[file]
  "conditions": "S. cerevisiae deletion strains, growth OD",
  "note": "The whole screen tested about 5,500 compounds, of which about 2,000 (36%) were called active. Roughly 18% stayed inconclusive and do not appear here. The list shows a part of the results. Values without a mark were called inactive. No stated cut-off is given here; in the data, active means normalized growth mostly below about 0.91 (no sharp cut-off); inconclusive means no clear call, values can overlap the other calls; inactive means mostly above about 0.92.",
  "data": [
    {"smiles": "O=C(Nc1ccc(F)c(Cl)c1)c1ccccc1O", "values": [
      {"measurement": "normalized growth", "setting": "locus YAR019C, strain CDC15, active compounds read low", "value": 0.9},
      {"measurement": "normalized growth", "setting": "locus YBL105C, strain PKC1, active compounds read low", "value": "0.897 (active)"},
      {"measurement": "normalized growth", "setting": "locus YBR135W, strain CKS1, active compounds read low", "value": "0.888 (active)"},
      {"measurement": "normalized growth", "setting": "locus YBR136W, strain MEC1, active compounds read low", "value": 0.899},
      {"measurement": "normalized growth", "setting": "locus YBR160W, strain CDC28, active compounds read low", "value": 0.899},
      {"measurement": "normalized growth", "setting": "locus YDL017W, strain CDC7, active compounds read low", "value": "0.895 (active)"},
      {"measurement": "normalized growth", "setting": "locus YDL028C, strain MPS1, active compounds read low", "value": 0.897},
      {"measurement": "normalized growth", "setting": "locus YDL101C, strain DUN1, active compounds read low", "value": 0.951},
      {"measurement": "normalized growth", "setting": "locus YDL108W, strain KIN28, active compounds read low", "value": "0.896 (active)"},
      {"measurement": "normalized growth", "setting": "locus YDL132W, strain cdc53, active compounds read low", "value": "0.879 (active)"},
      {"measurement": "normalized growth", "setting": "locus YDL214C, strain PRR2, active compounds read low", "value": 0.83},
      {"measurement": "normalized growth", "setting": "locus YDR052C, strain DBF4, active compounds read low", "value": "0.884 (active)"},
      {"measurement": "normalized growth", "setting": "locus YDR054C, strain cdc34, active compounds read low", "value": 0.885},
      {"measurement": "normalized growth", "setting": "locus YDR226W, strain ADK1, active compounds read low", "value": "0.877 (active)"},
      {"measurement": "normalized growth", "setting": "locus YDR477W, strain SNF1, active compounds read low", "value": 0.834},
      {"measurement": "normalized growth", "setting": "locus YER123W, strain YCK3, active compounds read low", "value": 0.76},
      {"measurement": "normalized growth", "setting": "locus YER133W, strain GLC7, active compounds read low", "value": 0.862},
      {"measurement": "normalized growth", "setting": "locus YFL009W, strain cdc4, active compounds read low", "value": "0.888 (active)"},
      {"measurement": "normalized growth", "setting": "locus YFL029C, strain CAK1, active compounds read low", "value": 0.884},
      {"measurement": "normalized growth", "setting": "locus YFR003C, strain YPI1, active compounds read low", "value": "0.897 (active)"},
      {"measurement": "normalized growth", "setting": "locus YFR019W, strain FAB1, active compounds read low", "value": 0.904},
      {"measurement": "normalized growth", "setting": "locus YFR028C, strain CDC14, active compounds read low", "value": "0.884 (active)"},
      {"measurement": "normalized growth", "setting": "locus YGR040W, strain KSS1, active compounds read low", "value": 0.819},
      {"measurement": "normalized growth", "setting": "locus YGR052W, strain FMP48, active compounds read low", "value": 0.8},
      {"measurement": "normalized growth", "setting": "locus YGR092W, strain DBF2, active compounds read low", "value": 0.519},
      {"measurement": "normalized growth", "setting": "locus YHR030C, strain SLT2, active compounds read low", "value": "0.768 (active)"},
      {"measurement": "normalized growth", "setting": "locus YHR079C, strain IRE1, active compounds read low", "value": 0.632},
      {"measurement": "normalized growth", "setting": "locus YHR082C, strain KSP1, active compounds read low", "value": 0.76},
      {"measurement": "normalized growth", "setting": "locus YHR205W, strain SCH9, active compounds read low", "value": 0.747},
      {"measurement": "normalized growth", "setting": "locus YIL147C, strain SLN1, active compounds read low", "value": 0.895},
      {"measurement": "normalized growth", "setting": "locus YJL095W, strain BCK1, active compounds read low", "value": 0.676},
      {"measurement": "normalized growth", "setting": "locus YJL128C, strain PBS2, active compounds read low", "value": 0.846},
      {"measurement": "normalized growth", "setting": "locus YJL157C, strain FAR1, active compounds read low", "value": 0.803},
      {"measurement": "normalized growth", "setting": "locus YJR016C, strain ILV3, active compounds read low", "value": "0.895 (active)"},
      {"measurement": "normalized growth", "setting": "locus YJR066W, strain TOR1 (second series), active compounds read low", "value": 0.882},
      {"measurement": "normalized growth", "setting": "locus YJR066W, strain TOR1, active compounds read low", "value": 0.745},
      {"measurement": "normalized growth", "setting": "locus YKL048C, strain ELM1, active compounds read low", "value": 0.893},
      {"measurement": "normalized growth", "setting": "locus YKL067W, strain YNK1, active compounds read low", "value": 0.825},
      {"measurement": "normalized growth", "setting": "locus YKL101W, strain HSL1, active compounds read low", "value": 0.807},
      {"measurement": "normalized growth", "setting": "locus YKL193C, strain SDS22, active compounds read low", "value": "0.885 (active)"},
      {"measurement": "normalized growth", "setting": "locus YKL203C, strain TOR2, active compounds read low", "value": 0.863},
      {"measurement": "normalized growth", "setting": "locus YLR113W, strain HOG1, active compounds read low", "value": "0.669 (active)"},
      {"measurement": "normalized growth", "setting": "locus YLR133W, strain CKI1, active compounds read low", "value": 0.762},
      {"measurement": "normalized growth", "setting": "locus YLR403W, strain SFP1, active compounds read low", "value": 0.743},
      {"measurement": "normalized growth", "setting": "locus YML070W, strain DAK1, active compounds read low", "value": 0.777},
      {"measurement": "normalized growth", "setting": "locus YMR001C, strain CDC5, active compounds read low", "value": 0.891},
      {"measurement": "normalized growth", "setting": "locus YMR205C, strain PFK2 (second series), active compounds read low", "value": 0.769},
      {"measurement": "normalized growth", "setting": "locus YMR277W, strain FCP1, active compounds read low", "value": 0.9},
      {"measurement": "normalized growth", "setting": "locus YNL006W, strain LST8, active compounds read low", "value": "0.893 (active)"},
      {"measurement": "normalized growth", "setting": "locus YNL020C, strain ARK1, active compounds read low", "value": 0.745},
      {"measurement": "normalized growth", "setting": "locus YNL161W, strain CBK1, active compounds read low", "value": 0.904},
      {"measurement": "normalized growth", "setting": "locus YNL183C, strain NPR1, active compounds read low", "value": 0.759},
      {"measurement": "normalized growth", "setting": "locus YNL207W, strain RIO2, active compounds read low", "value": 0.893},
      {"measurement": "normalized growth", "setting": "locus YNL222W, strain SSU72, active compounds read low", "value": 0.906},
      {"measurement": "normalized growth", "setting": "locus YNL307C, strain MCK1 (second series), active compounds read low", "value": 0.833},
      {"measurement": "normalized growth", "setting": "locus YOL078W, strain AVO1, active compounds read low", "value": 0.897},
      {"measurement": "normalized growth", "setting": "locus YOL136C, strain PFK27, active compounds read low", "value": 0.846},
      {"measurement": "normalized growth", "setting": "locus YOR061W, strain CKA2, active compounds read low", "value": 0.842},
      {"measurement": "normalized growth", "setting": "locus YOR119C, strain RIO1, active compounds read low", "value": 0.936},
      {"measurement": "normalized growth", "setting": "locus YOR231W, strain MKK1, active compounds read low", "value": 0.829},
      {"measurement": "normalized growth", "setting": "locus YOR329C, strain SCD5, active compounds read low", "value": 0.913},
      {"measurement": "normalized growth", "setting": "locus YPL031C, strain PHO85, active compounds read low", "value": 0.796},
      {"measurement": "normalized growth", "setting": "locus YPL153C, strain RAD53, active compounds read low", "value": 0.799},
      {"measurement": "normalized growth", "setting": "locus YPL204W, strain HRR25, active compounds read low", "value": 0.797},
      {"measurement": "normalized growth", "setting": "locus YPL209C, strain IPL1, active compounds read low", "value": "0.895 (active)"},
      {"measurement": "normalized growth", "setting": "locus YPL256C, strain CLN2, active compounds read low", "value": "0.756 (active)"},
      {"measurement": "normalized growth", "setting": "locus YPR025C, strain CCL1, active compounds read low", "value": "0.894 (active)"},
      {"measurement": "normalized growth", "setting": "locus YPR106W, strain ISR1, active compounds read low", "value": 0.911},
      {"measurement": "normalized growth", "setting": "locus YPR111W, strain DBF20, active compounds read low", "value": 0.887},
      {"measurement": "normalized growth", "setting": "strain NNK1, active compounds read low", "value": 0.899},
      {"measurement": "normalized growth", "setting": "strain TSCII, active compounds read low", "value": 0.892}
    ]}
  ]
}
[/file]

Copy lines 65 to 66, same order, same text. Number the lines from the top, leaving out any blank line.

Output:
      {"measurement": "normalized growth", "setting": "locus YOR329C, strain SCD5, active compounds read low", "value": 0.913},
      {"measurement": "normalized growth", "setting": "locus YPL031C, strain PHO85, active compounds read low", "value": 0.796},